If the Albert Dock is now repaying the investment made in it 20 years ago, it is not a case study likely to interest private investors: only the public sector can wait two decades to see its money make an impact. And while its beautiful historic buildings provide a fantastic anchor for the new developments springing up around it, there is no solid evidence that the dock catalysed this resurgence rather than simply benefiting from it. Yet Parkinson sees the dock’s regeneration as an essential kick-start for a city then in the doldrums of recession.

“Twenty years ago, it wasn’t a matter of producing a masterplan (for the city),” he says. “It was: ‘Hell, let’s do something!'” With the regenerated docks in place as a symbolic turning point, he says, the young urban regeneration company Liverpool Vision was able to start asking questions about the wider city’s future. Then the city council started asking the same questions – as did the European Union’s Objective 1 funding programme. Around the same time, private developers such as Neptune and Urban Splash were beginning to realise that they could make money in Liverpool. Add that to a recovering economy and high public investment, and you have a recipe for rapid regeneration. “Ten years ago, people said we couldn’t (foster this regeneration), and I don’t think we thought we could do it,” Parkinson says. “We’d been talking about things like this for so long, and now they’ve just shot out of the ground.”

The lesson of Albert Dock, he concludes, is for cities to take stock of their historic assets and ask serious questions about how they should be used. “You must see them as a bit of the modern economy, rather than a mausoleum,” he says. The dock did its job eventually, raising the curtain on opportunities around it. It just took a few years to get there.
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Great Yarmouth: Fishing for Compliments

Project: Time and Tide Museum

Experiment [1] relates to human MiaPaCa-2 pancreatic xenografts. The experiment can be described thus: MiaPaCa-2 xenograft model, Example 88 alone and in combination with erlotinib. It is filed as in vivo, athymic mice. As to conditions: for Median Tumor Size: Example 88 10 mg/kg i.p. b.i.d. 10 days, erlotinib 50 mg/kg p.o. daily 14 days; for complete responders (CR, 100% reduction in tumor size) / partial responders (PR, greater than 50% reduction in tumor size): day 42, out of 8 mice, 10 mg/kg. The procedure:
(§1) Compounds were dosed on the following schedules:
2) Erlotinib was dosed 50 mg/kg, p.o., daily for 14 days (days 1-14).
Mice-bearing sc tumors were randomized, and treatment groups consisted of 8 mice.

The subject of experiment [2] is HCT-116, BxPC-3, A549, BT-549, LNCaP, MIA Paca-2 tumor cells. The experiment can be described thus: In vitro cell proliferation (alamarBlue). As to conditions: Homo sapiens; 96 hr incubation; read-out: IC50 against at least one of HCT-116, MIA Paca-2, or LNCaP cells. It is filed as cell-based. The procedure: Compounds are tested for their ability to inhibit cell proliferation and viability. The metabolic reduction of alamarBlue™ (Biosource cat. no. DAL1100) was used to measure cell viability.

Location: Great Yarmouth
Reviewed by: Duncan McCallum, head of planning and regeneration, English
Heritage

A former curing plant, sensitively restored.
A former curing plant, sensitively restored.

“These schemes in small towns often struggle at the beginning to get noticed, get investment, and make use of what might seem to be fairly modest resources,” says Duncan McCallum. “But Great Yarmouth has restored over 90 historic buildings.”

The town, which was a bustling medieval port and a 19th century seaside resort before a long decline set in, has achieved good results by steadily renovating its historic buildings over a number of years, McCallum says. “Often, where regeneration comes unstuck it’s because of the focus on a single building. One of the reasons we’re quite keen on an area-wide approach is because then you’re thinking of the whole context of investing in the area.”

The Time and Tide Museum is a former herring curing plant, whose exhibits include the original smokehouses, a recreated Victorian terrace and the inside of a fisherman’s home. “One of the issues the town faces is trying to get people to visit and stay longer,” McCallum says. “Obviously, having an attraction like this is really important.” And by focusing on what makes Great Yarmouth unique, the museum is also a boon for locals: “It draws local people in to understand their town history and how their personal history fits into the town,” he adds.

The museum’s value has been boosted by the subtlety of its restoration, McCallum says. Visiting it, tourists and locals alike get drawn back in time. “What makes industrial buildings special is that they are quite modest. So the restoration you need to undertake is not a brash, ‘make it all shiny’ kind of approach. You want to carry on the piecemeal evolution of the buildings. This project successfully retains the gritty feeling of the place. It feels like you’re seeing the real thing.”

That the place feels so “real” is a tribute to its designers’ caution and sensitivity. Project architect Nigel Sunter of Purcell Miller Tritton says they actually had to change quite a bit. A couple of the smokehouses had to come down because they’d been so badly damaged over the years, and a number of walls came out to create spaces large enough to hold the museum’s exhibits.

But careful choices preserved the spirit of the place. One was to leave visible the marks of its evolution: for example, the gaps and fixings where roofs were put in, taken out and put in again. New additions such as staircases were made in galvanised steel, so it’s clear what is modern. And finally, the fish have been allowed to linger on: timbers have been painted with a special coating that seals in the arsenic left behind from years of fish oil – but lets the smell waft free. The town’s fishing fleet may have faded away, but Great Yarmouth’s herring curing plant has found a modern calling. This ancient mariner lives.